There is a Spanish story of a father and son who had parted ways years earlier over angry words.
The son had run away and the father searched for months to find him with no success. Finally, in a last desperate effort to find him, the father put an ad in a Madrid newspaper. The notice read: “Dear Paco, meet me in front of this newspaper office at noon on Saturday. All is forgiven. I love you. Your Father.”
On Saturday, 800 Pacos showed up, looking for forgiveness from their fathers.
We all have hurt others and been hurt by them, making it necessary for each of us to extend and receive forgiveness as we go through life. While we have little control over who will forgive us, we have complete control over whom we will forgive. This is crucial, because willingness to forgive others is not an option for anyone who wants to live a healthy life.
Without forgiveness, we forfeit friendships, stunt our personalities and miss the best that life has to offer.
To forgive someone is to grant pardon to a person who has offended or wronged you. It is a choice to drop all resentment against the culprit. It constitutes an offer to move forward in your relationship with him or her.
It used to be that to hear talk of forgiveness, you would have to go to church. But recently the concept of forgiveness has become a focus for psychologists, sociologists, criminologists, and even political scientists. With the increased interest in spirituality and wellness in these past few past decades, forgiveness researchers are turning their attention to this powerful, healing force.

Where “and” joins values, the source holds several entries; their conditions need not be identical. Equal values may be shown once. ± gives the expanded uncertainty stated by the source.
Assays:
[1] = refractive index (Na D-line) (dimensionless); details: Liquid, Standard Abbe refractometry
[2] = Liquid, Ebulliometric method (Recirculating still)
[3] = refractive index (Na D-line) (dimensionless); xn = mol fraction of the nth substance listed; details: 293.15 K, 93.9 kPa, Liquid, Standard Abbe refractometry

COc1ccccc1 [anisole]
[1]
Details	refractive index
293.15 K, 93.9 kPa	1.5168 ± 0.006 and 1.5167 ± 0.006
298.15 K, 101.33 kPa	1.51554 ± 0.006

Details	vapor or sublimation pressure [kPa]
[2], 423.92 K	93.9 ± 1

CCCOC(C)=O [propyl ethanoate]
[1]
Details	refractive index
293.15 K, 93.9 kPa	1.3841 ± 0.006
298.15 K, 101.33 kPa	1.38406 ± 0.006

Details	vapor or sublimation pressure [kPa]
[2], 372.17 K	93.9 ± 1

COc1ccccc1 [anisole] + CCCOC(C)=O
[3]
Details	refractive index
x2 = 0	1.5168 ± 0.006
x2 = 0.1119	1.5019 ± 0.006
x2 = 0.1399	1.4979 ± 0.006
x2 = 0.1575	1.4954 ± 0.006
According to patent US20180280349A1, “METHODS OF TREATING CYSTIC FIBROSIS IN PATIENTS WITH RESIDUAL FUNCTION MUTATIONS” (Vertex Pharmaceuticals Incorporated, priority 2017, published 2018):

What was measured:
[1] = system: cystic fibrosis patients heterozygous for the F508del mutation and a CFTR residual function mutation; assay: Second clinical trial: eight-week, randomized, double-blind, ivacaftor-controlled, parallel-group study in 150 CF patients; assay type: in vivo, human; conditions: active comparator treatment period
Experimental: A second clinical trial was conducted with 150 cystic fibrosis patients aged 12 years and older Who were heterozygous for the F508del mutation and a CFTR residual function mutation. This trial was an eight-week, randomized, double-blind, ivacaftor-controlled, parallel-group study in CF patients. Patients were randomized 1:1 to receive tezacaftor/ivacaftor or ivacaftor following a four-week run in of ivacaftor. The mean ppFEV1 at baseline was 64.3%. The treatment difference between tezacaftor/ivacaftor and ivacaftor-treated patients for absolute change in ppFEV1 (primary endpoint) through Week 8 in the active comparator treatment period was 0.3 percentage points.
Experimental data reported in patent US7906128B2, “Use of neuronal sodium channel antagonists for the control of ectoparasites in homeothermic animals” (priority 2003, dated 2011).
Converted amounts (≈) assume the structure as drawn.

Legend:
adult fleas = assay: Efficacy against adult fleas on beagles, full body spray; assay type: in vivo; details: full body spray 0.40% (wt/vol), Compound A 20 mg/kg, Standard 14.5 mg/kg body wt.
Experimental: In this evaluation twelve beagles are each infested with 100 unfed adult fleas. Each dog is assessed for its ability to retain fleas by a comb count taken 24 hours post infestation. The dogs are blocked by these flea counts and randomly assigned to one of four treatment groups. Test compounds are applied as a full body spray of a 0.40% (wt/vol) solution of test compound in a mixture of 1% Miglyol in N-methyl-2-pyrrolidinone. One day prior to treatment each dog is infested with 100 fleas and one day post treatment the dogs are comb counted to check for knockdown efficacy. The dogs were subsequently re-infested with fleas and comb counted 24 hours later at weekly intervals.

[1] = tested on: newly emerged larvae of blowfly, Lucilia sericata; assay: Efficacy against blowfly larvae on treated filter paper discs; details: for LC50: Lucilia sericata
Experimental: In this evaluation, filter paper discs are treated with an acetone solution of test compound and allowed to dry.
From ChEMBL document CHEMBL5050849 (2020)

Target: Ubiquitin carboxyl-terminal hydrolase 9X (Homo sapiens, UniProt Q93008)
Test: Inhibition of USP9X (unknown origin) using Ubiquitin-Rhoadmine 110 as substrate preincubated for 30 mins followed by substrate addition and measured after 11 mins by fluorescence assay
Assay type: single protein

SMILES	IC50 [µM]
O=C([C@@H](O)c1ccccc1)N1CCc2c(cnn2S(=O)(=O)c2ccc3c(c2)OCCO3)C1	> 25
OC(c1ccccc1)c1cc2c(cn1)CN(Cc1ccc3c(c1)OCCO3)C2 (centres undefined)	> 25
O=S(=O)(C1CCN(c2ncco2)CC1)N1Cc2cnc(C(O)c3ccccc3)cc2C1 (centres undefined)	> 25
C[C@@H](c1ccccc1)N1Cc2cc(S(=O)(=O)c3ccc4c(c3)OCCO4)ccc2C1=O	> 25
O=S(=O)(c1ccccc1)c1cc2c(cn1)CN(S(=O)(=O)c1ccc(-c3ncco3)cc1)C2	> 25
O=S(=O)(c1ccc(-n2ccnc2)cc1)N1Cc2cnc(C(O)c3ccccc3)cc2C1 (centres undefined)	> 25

Dr. David Augsburger, Professor of Pastoral Counseling at Fuller School of Theology in Pasadena, California has been a central force in the vanguard of this new thrust toward personal health and wholeness. Author of more than 20 books and hundreds of articles, most of his clinical research has focused on what forgiveness is, how it is practiced and what its effects are.
According to Dr. Augsburger, forgiveness is the most powerful antidote to soul-eating anger. “Central to the work of forgiveness is the task of working through our feelings of anger,” observes Augsburger. “Repressed anger hurts and keeps on hurting. If you always deal with it simply by holding it firmly in check, without any form of release or healing, it can produce rigidity and coldness in personality.
Even worse, hostilities pushed down into the depths of consciousness have a way of fermenting into other problems—depression, anxiety, and eventually mental breakdown.”
Rather than repress anger, many people vent it, sometimes on unsuspecting innocent third parties. This only spreads the damage. “But there is a third way,” says Augsburger. “It is not expressing or repressing but confessing your anger. Release from anger comes from owning up and opening up.”